In these articles, I talk non-stop about the importance of engaging with your community at scale. This continually, however, seems to be something that gives people pause. They are consistently asking me, “Matt but HOW do I engage with the community meaningfully.” Now first and foremost it is important to remember that this isn’t really easy and it’s not really the sort of thing that is going to always make sense from first blush so don’t expect it too. However, by following through on some of the ideas, the tasks laid out on this article you are going to be able to help your scene push forward in a meaningful way. By giving without expectation of something in return you will be able to reach that critical next juncture for your band. If you want more contacts, friends or people to generally work with as you try and expand what your band is all about then there is basically nothing you can do that will be more impactful than engaging deeply.
Before we dig into this, I want to point this out for the umpteenth time – people are NOT going to find you, nor are they ever going to give a shit about you if there is no personal connection, especially not early on. People aren’t going to dig up your random fucking Bandcamp page just because the music is good and you make some good tags. I mean, yes there are exceptions to everything but you shouldn’t be relying on this. You shouldn’t be expecting people to be putting you in touch with labels randomly and you shouldn’t think that you are going to get a ton of fans out of the blue. That’s not how the world works. If you aren’t working on making the one to many platforms of the internet feel like they are one to one and giving people what feels like a personal experience then you are not going to succeed. Ever. Simple as that.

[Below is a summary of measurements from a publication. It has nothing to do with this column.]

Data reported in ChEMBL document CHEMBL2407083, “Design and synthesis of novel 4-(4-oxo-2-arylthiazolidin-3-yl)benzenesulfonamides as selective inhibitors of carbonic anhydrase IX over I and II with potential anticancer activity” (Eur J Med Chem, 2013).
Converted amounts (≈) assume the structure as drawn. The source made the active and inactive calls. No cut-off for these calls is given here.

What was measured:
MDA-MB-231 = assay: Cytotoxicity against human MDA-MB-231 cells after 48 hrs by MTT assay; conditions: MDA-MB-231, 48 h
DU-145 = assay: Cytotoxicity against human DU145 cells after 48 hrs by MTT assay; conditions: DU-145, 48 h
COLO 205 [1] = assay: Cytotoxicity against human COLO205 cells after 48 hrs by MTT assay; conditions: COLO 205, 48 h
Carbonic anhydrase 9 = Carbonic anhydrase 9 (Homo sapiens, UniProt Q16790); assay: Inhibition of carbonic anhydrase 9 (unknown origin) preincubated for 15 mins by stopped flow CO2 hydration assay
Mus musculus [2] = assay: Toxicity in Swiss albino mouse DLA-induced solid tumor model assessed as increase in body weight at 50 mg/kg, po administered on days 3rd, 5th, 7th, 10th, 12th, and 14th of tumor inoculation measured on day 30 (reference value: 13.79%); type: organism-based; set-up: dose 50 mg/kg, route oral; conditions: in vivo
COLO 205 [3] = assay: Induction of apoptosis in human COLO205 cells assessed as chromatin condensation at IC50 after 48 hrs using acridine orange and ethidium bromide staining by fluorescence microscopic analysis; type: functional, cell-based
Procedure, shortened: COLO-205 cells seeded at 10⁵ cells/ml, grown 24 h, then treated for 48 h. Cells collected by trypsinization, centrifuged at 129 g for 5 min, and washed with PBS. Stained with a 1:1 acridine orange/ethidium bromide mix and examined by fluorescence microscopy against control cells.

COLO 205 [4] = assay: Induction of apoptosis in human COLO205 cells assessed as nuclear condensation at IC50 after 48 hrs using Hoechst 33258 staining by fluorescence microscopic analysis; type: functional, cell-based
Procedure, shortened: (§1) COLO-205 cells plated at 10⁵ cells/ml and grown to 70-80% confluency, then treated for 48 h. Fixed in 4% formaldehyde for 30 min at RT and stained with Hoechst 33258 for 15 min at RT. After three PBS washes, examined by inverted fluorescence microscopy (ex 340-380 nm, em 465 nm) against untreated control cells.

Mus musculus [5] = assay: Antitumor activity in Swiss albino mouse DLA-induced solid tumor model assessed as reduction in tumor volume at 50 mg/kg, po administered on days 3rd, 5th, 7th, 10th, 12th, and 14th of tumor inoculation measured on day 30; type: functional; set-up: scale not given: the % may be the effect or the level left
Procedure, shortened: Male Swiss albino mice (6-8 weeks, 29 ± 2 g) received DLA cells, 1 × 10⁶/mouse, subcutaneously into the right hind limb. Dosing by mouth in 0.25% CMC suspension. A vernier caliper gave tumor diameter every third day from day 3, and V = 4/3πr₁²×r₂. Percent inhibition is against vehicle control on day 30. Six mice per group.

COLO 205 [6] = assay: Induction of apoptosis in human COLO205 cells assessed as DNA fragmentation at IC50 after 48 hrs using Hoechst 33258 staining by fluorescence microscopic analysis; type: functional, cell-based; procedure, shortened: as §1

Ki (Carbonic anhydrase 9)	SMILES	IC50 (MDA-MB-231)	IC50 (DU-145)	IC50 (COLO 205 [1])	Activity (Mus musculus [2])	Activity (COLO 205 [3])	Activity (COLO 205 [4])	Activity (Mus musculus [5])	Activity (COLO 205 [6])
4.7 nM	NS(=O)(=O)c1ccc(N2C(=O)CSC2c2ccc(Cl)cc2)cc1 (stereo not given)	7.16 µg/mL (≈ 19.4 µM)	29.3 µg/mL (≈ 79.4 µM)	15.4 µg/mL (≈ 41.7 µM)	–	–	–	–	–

Now, of course, the central thesis to so much of what I do is to go to shows. And not just some shows sometimes. I’m saying you need to go to a lot of shows constantly. Literally, one of the keys to my success in the music industry was moving to New York City and then going to Saint Vitus Bar three to five times a week for two years and gradually meeting more and more people. It was huge. I know a ton of relevant people in the industry, be they on the business side or the creative side who did the same. They went to shows, they made friends and this turned into something cool. They did it enough too that people remembered them. Going to a single show isn’t enough to make shit happen, you need to keep going. Obviously, this isn’t possible for everyone but this is the most tried and true way of finding music success, so I had to list it from the first.